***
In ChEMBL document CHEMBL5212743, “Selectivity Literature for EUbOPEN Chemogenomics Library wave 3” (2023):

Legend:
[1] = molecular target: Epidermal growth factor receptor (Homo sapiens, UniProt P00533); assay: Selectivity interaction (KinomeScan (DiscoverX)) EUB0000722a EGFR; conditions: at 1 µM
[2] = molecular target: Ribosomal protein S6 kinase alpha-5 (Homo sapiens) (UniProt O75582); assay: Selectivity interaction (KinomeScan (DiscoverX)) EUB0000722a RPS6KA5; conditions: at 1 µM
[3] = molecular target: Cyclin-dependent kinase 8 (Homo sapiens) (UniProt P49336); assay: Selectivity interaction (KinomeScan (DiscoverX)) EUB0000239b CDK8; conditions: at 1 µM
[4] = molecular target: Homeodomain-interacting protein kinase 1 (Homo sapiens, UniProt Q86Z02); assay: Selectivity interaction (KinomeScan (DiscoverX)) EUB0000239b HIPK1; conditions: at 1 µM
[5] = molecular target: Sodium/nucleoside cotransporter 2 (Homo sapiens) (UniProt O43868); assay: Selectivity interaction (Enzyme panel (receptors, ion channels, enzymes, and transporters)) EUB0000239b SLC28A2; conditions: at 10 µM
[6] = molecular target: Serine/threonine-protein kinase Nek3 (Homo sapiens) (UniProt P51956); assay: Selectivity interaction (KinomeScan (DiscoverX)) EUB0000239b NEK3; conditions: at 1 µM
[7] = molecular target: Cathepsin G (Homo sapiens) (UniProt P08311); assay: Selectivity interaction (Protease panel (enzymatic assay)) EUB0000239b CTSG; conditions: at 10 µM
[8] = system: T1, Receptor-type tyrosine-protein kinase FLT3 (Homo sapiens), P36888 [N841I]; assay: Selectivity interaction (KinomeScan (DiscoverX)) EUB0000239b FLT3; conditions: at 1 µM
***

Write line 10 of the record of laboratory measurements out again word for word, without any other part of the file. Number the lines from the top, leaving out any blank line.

[8] = system: T1, Receptor-type tyrosine-protein kinase FLT3 (Homo sapiens), P36888 [N841I]; assay: Selectivity interaction (KinomeScan (DiscoverX)) EUB0000239b FLT3; conditions: at 1 µM